Right here, right now, there is no other place I’d rather be…

Ok, that is definitely not true, but I like the thought that I’m watching the world wake up from history. I am in the world’s worst hotel room. It is located in Karonga, Malawi, 45km from the Tanzania border. The name of the hotel is Zgambota Lodge, and according to the Lonely Planet guide, it has “clean and basic rooms with nets.” The door doesn’t close, it smells like piss, and I can hear the rats in the ceiling over Jesus Jones.
A day of highs and lows…
Coincidentally, this day began with a hike through the mountains. Two days ago at Myoka I met Harriet, another traveler going north to Mbeya, Tanzania to catch the train to Dar es Salaam. Harriet and I decided to stop at the Mushroom Farm, a lodge between Chitembe and Livingstonia. We knew it was 10km off the main road, but someone had told us that you can call from Chitembe, and they will pick you up. When we arrived in Chitembe, however, there was no cell reception, and the walk was 10km up a very steep hill (also, we found out later that the charge for pick-up is $45). The only thing we could do was sit and wait for someone to pass by on their way up the hill. Fortunately a sand truck came by, and we were able to sit in the back. It was a rather harrowing ride up this narrow, bumpy road.


The Mushroom Farm is set in a beautiful pine forest overlooking the valley and Lake Malawi. If you are in a car, and don’t mind spending a bit extra for food and lodging (dinner was 1000 MK, rooms were 4000 MK) then I would say go for it. It’s definitely not for budget backpackers, though. Harriet and I rented a tent, and camped on an overlook, which was amazing. We woke up in time to watch a cool thunderstorm come in from the lake.


We hiked up to Livingstonia, and some nice waterfalls. After the hike we grabbed our packs and went to the road to catch a lift down the mountain. No trucks ever came by, though, and we ended up walking almost the entire 10km with our backpacks. It sucked, big time.
Just before we reached the bottom a car finally came by. Not willing to walk one step further if I didn’t have to, I flagged them down. This lovely young couple from Lilongwe gave us a free ride all the way to our next destination, Karonga. Just like that we went from being drenched in sweat with aching feet, to sitting in a comfortable, air-conditioned vehicle.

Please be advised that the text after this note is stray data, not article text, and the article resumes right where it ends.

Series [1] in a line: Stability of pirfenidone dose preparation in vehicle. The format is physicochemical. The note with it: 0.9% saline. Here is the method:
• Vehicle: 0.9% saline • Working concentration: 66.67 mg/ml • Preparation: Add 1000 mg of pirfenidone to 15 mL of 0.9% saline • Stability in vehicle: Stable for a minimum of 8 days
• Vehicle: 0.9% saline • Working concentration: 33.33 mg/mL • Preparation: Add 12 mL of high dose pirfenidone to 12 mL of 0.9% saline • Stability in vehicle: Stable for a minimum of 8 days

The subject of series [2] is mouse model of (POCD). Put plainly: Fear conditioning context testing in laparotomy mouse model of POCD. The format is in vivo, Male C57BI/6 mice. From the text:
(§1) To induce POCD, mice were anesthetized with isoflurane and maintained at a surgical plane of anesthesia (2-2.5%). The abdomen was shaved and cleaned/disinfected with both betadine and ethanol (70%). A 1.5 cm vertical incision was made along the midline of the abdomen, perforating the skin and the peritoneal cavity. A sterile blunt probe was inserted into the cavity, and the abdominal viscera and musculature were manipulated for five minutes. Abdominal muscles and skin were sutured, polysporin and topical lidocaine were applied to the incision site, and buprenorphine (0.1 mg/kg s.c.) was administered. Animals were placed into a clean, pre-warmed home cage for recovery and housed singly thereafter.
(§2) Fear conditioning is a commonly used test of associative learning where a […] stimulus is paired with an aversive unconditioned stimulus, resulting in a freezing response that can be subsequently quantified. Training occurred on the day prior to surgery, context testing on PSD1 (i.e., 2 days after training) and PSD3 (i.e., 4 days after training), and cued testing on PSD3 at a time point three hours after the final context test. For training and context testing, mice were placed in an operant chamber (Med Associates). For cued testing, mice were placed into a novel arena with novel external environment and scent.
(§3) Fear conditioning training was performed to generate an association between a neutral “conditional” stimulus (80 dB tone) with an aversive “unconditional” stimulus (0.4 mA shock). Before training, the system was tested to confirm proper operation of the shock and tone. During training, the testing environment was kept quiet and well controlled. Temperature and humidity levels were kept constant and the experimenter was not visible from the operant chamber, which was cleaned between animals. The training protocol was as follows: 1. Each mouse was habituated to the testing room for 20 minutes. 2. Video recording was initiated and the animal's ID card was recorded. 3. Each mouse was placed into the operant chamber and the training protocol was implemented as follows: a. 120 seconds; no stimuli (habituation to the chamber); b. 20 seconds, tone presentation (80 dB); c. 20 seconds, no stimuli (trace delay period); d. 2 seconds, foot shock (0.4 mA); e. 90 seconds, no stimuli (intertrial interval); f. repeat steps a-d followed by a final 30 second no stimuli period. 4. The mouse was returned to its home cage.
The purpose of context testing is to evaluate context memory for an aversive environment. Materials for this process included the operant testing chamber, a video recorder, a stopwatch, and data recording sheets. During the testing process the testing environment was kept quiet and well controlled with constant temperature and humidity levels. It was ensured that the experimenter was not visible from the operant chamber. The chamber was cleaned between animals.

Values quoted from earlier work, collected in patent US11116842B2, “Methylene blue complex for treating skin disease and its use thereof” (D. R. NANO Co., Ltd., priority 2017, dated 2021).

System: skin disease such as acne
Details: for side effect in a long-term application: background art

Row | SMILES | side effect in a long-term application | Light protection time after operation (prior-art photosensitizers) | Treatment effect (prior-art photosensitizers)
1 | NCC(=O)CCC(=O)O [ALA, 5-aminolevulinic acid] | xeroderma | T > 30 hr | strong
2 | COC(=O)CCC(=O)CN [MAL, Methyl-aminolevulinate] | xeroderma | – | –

When we arrived in Karonga we were dropped off at the Safari Lodge, which according to Lonely Planet costs $8 for a double room. In actuality, it costs 3000 MK (about $20), so we asked for the location of a cheaper place and started walking. That is how we ended up at Zgambota. Despite its many problems, at 800 MK the price is right.
At this point we were both craving a cold drink as though our lives depended on it. The girl at the first restaurant we went to said that there were no cold drinks anywhere. The next restaurant was completely shut down. Two more shops, and two more “No’s” later I wondered aloud, “Are we in hell?” Did I mention how hot it was? Finally we found a nice little restaurant with cold drinks and delicious food. Having only eaten 2 mangos and a banana that morning, I had completely forgotten my hunger. After I chugged a Fanta, I was ready to eat. I ate a healthy portion of nsima (sheema- imagine a big, solid lump of grits) and 2 pieces of chicken (normally nsima shacks only give you 1 piece of chicken, so I must have looked really hungry).
Now I’m sitting in my piss room, so thankful for the pack of nag champa incense I always carry with me, and stretching my legs in an attempt to decrease the hurt that will come in the morning. I can only hope that rats don’t fall on me in the night, that mosquitoes don’t devour me, and that Tanzania has good things in store.


Leave a Reply

Fill in your details below or click an icon to log in:

WordPress.com Logo

You are commenting using your WordPress.com account. Log Out /  Change )

Google+ photo

You are commenting using your Google+ account. Log Out /  Change )

Twitter picture

You are commenting using your Twitter account. Log Out /  Change )

Facebook photo

You are commenting using your Facebook account. Log Out /  Change )


Connecting to %s